November 2023 Tanker Tracker

In the wake of Hamas’ massacre of 1,200 Israelis on October 7, Iran has taken advantage of the ensuing chaos to escalate its policy of maritime aggression. Some of Iran’s and Iranian proxies’ recent bold maneuvers include: the hijacking of and hostage-taking aboard MV Central Park; attacking the Israeli-owned container ship CMA CGM Symi using a bomb-carrying Iranian drone, and; launching missiles at the USS Mason.

Iran’s maritime aggression is often indicative of regional tensions. November was a clear reminder as Iranian Deputy Parliament Speaker Mojtaba Zonnour issued a stark and oft-signaled warning about Persian Gulf shipping safety. IRGC-tied Zonnour warned that Iran is permitted to inspect and potentially halt vessels traversing the Strait of Hormuz, a critical chokepoint for global energy shipments, should they be deemed a threat to Iranian national security. Just as Iran engages in hostage diplomacy, it conducts ship seizures for similar political gains and concessions.

The overall response from the United States has been notably restrained. While deploying considerable U.S. military naval assets, including the Dwight D. Eisenhower aircraft carrier task force, to the Persian Gulf, the understated signaling and unwillingness to engage in kinetic measures appear to have only emboldened Iran. At this moment, U.S. deterrence at sea lacks credibility, just as it does against Iranian land-based proxies firing at U.S. troops in Syria and Iraq. No cessation of Iran’s belligerent actions in strategic waterways appears likely. Iran has continued its provocations with impunity, even ramping up its support to Vladimir Putin against Ukraine.

Iran’s naval operations appear to be a multifaceted strategy aimed at ensuring unimpeded oil flow for its own vital oil exports, deterring adversaries with cost-free aggression, and potentially leveraging its position in anticipation of nuclear deal negotiations.

This month, Iran exported 1.5 million barrels per day. These exports not only fuel Iran’s economy but also underpin its aggressive maritime behavior. The current U.S. administration’s strategy continues to be ineffective – notwithstanding the single UANI-triggered seizure of the Iranian oil on the SUEZ RAJAN, which has recently been sold for $83.5 million – as we witness increased maritime aggression and a relentlessly high stream of Iranian oil exports. This situation underscores the need for a new strategy.

Iran's oil exports for November 2023 are shown below:

Country of Destination

November 2023 - Barrels Per Day (bpd)*

October 2023 - Barrels Per Day (bpd)*

September 2023 - Barrels Per Day (bpd)*

























* Figures to be updated over the following weeks

View Iran Tanker Tracking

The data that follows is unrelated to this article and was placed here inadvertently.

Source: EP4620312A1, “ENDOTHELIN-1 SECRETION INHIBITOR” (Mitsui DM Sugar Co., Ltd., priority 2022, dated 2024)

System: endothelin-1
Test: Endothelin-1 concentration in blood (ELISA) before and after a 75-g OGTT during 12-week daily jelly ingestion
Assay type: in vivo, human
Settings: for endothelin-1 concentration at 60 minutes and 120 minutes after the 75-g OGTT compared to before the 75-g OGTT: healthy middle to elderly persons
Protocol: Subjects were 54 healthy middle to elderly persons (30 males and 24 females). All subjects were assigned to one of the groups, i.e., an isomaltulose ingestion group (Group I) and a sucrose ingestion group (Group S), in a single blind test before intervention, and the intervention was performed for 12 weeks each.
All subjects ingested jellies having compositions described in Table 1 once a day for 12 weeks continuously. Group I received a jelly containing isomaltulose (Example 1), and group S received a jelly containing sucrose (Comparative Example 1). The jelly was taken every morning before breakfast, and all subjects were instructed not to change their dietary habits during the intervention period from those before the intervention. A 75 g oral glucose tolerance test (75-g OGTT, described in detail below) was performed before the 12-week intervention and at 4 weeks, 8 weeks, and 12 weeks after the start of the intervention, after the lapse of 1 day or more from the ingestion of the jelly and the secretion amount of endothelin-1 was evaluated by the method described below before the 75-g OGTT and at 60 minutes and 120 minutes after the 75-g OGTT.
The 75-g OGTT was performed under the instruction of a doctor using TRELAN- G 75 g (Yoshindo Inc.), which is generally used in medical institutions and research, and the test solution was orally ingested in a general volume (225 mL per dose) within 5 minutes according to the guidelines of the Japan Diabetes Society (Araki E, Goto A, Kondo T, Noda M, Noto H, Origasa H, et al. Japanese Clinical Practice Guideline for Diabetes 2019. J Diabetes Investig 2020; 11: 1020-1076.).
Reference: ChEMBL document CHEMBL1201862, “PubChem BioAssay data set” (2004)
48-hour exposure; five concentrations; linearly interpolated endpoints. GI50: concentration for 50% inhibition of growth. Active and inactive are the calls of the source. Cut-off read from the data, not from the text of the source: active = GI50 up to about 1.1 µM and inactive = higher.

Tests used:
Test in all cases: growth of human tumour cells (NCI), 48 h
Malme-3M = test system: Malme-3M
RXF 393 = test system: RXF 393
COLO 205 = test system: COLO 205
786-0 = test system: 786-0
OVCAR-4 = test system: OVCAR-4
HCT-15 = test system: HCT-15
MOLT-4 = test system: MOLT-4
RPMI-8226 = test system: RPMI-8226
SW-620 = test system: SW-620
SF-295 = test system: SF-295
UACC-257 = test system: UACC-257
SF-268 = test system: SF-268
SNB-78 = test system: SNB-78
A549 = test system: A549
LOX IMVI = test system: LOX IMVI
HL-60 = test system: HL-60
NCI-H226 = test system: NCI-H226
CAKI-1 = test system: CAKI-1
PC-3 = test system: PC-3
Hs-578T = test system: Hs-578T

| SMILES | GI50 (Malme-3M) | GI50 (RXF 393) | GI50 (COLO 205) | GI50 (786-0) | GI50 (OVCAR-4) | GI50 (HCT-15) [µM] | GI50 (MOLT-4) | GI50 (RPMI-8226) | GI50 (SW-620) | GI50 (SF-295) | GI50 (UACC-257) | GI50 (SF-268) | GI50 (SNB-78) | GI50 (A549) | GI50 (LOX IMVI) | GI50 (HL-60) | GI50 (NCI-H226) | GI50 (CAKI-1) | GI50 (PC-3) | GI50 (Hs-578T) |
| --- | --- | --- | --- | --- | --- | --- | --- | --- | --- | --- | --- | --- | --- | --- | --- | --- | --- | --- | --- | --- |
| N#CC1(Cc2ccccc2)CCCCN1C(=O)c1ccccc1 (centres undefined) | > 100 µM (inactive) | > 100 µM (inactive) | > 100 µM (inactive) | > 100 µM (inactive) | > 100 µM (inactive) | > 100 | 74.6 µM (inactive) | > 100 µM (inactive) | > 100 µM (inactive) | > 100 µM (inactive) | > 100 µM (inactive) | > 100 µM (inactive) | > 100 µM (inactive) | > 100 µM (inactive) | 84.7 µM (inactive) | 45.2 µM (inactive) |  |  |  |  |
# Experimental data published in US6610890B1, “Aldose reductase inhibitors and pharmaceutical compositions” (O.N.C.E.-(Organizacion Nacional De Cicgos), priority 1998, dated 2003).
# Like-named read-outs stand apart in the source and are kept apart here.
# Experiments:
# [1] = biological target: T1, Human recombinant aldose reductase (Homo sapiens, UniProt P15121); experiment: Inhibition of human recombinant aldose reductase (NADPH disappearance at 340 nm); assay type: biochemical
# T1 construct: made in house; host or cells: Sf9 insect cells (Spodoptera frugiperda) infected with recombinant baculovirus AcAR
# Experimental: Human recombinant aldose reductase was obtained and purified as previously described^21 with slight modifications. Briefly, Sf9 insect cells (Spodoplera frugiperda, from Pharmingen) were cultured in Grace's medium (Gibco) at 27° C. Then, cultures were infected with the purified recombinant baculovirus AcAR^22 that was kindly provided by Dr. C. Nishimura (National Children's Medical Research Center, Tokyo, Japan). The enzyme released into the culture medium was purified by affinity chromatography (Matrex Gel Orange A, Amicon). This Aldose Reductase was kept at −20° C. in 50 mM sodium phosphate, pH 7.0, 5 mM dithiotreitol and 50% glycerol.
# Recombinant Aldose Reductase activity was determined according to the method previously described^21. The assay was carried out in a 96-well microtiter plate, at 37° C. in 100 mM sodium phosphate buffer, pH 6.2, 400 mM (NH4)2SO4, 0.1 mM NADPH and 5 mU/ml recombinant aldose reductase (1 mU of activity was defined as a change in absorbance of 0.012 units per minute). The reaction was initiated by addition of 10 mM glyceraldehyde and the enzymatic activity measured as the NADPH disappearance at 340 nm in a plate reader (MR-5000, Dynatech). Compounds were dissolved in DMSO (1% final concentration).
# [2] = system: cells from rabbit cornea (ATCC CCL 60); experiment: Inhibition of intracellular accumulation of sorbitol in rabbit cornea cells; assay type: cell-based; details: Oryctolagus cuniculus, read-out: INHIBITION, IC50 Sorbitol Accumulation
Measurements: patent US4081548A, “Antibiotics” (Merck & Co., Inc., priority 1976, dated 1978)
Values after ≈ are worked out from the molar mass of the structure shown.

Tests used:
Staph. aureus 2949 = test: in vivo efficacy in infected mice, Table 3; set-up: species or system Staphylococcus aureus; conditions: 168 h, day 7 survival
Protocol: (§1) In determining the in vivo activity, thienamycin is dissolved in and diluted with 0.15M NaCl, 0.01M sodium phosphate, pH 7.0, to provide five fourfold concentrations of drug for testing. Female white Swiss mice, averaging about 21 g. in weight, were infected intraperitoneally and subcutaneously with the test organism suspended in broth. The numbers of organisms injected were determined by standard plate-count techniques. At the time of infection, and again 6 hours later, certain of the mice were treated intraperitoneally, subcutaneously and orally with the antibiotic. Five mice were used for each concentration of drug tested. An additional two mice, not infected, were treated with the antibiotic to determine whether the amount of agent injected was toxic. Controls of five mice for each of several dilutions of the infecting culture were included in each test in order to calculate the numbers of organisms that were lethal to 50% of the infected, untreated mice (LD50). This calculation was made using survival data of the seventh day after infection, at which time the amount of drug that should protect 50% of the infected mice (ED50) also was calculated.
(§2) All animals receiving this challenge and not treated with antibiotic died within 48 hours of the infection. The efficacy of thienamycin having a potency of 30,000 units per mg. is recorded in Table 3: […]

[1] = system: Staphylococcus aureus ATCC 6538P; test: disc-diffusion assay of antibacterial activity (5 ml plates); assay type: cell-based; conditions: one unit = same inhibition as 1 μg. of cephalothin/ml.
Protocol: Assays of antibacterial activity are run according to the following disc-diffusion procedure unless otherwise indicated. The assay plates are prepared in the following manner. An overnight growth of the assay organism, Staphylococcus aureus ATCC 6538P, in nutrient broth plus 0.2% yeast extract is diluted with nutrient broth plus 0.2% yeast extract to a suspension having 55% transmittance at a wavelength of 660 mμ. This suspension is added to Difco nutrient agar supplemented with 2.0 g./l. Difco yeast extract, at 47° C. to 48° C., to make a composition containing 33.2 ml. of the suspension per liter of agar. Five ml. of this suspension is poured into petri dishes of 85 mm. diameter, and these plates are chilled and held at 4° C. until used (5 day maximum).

Despite the formidable presence of the U.S. Navy in the Mediterranean Sea, a strategic deployment in response to the October 7 Hamas attacks, Iran’s oil exports to Syria have continued unabated as of November 2023. Remarkably, several vessels engaged in this oil transportation from Iran to Syria remain outside the purview of U.S. sanctions. This situation not only underscores the need for the U.S. government to consider sanctioning these specific vessels, but also raises questions about why such action has not been taken already.

syria nov


For example, on November 21, 2023, LOTUS (IMO: 9203784) was seen offloading Iranian oil in Syria. Despite transporting over 18 million barrels of Iranian oil to Syria since January 2020, LOTUS is not currently sanctioned by the U.S. On the same day, crude oil tanker ROMINA (IMO: 9114608) arrived with Iranian oil loaded from Kharg Island. Since 2020, ROMINA has transported over 10 million barrels of Iranian oil to Syria.

The ongoing trade significantly bolsters the Syrian regime and its allies, highlighting Iran’s adeptness at circumventing sanctions through strategic use of Syrian ports and distribution networks that extend to various regional actors, including Hezbollah. Despite the U.S. Navy’s extensive capabilities, the challenge to suppress this activity is compounded by the high demand driven by Iran’s discounted oil rates.

This scenario prompts – once again – a critical examination of the U.S. government’s current sanctions policy and its implementation. The absence of sanctions on these particular vessels suggests either a strategic oversight or a more complex geopolitical calculus at play. It raises important questions about the effectiveness and direction of U.S. foreign policy in a region where military presence and economic realities are intricately intertwined. The need for a reassessment of this approach is evident, as the current strategy appears insufficient to fully address the nuances of the situation.